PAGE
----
owner found not guilty of copyright infringement

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Moscow (Russia) – In the biggest case of its kind to make it all the way through the court trial process, the man who owned and operated has been acquitted of all charges. allowed users to pay a nominal fee to be able to download straight MP3 files of songs that were not officially licensed by the copyright owners.  The pricing model was three cents for every megabyte of music.  Denis Kvasov, owner of’s parent company MediaServices, was charged with copyright infringement.  After a trial, however, his name has been cleared.

Entertainment strongholds including Universal, Time Warner, and EMI Music became upset as the site gained notoriety and pressed for legal action.  It was able to operate for years without trouble because the site was hosted in Russia.  However, the country has recently begun acting stricter against piracy, attributed to its desire to enter the World Trade Organization.  A suit finally made its way to the Russian legal system by an international trade organization.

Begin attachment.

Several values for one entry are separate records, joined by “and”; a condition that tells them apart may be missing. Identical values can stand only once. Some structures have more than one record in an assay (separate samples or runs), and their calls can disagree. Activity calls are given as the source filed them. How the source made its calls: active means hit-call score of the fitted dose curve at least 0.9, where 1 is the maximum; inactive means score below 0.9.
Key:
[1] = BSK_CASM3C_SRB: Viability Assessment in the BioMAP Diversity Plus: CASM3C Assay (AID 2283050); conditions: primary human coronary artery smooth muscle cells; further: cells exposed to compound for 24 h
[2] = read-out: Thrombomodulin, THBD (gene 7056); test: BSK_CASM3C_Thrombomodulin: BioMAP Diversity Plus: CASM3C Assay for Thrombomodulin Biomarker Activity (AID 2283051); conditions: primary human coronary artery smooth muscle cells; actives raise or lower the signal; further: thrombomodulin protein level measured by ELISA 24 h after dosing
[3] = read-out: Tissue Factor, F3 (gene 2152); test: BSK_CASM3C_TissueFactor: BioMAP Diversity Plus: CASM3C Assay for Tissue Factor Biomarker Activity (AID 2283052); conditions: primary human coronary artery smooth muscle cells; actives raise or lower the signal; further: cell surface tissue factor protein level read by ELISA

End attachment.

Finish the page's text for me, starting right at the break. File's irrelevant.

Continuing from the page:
Reuters quoted judge Yekaterina Sharapova as saying, “The prosecution did not succeed in presenting persuasive evidence of his involvement in infringing copyright law.”

A representative for the plaintiff, the International Federation of the Phonographic Industry (IFPI) said, “We are disappointed with the verdict and will appeal.”

Kvasov argued that he was within the bounds of the law because he paid a percent of all the money he earned to a Russian group called ROMS, which collects and distributes fees and royalties for intellectual property owners. fizzled out in July, mainly as a result of global credit card companies declining any transactions to the site.